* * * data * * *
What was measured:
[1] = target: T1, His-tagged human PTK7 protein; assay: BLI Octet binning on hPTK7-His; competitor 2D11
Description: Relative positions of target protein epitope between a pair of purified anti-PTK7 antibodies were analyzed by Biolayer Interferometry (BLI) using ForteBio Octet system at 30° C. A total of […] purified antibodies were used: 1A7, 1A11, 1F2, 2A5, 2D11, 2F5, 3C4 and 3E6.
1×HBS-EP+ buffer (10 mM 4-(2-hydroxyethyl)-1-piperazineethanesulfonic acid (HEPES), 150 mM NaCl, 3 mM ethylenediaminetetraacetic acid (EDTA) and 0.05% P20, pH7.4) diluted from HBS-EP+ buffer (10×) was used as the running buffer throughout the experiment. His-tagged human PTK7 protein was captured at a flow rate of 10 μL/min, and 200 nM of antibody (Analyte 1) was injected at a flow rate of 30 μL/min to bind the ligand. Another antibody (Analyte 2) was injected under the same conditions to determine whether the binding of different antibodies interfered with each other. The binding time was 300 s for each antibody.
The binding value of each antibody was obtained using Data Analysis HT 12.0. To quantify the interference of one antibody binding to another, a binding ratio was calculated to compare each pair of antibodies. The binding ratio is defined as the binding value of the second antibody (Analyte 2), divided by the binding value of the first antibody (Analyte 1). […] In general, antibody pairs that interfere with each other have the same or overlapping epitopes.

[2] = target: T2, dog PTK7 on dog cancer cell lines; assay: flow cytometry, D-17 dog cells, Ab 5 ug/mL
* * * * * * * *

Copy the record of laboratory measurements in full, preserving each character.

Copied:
What was measured:
[1] = target: T1, His-tagged human PTK7 protein; assay: BLI Octet binning on hPTK7-His; competitor 2D11
Description: Relative positions of target protein epitope between a pair of purified anti-PTK7 antibodies were analyzed by Biolayer Interferometry (BLI) using ForteBio Octet system at 30° C. A total of […] purified antibodies were used: 1A7, 1A11, 1F2, 2A5, 2D11, 2F5, 3C4 and 3E6.
1×HBS-EP+ buffer (10 mM 4-(2-hydroxyethyl)-1-piperazineethanesulfonic acid (HEPES), 150 mM NaCl, 3 mM ethylenediaminetetraacetic acid (EDTA) and 0.05% P20, pH7.4) diluted from HBS-EP+ buffer (10×) was used as the running buffer throughout the experiment. His-tagged human PTK7 protein was captured at a flow rate of 10 μL/min, and 200 nM of antibody (Analyte 1) was injected at a flow rate of 30 μL/min to bind the ligand. Another antibody (Analyte 2) was injected under the same conditions to determine whether the binding of different antibodies interfered with each other. The binding time was 300 s for each antibody.
The binding value of each antibody was obtained using Data Analysis HT 12.0. To quantify the interference of one antibody binding to another, a binding ratio was calculated to compare each pair of antibodies. The binding ratio is defined as the binding value of the second antibody (Analyte 2), divided by the binding value of the first antibody (Analyte 1). […] In general, antibody pairs that interfere with each other have the same or overlapping epitopes.

[2] = target: T2, dog PTK7 on dog cancer cell lines; assay: flow cytometry, D-17 dog cells, Ab 5 ug/mL